While some music rises up, fully formed, and merely awaits capturing, many Luciftias pieces lay dormant for great lengths of time before being completed. "A Flash of Red" began life as an unnamed, roughly recorded idea in March 2011. It wasn't until a full two years later that it received additional modification to morph into what is is now.
"A Flash of Red" could be the splash of gore upon the kitchen tiling. It might be the bird that strikes your windshield as you careen down the highway. It may also be the bloody hand print on the door that you glimpse before entering a shadowed realm of nightmares from which you will never awaken.
I was in the death struggle with self: God and Satan fought for my soul those three long hours. God conquered — now I have only one doubt left — which of the twain was God?
- Aleister Crowley, Aceldama : A Place To Bury Strangers In (1898)
One of my treasured possessions as a child was a portable shortwave radio. For such a small thing it seemed quite capable of picking up stations all over the globe. I spent countless hours slowly turning the dials from one station to another, and tuning into the multitude of voices and musics of the world.
Like any shortwave enthusiast, I soon discovered and was enchanted by those odd transmissions of recorded voices uttering sequences of numbers, often alternating with little melodies or series of tones. I learned that these stations had something to do with international espionage, which lent a certain spooky glamour to them.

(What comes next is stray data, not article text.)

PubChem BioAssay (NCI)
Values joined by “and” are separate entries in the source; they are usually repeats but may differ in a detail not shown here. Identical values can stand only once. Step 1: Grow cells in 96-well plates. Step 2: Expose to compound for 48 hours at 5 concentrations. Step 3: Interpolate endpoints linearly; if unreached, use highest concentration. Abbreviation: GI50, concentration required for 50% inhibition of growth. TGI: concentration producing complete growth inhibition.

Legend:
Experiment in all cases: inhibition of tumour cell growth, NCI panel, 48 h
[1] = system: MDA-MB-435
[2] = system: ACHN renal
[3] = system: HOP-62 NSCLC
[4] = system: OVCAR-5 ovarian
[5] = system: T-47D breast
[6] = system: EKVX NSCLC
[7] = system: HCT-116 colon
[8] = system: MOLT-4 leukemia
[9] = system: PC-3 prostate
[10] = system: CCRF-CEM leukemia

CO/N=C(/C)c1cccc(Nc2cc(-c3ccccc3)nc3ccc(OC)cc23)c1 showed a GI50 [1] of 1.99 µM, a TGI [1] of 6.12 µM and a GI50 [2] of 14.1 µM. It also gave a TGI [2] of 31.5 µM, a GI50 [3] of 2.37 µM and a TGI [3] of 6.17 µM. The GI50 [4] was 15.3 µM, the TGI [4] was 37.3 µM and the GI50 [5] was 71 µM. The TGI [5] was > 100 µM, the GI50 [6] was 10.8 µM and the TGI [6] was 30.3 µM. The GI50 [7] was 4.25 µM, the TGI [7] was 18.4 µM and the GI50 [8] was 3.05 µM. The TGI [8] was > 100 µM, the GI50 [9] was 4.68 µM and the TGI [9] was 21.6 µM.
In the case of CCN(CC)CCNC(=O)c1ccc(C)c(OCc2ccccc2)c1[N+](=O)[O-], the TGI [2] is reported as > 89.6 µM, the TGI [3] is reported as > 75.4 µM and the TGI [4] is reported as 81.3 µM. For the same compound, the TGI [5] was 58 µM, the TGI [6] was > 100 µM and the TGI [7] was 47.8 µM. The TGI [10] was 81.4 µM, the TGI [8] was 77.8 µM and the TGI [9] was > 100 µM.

Many were the nights I'd bring my radio to bed with me and seek out a numbers station, then let these mysterious sounds lull me to sleep. To me, they were just enchanting patterns, like music, and I did not care what they meant or for whom they were intended.
Similarly, I enjoyed the sounds of the spaces between stations, or the highly distorted signals carried from a great distance. I found these crackles, oscillations and muffled communications quite fascinating and pleasant.
This piece, nearly an hour long, is a generative work using recordings from shortwave radio, including numbers stations, as source material. The goal was to create something abstract and soothing, an interpretation of and tribute to the sounds I long ago fell asleep to. My memories of those experiences are certainly the deepest roots of my aesthetic as a sound artist.
As the world rapidly becomes a civilization of machines, the masters of machines will increasingly be the ones in control of the world.
- John Howard Dellinger
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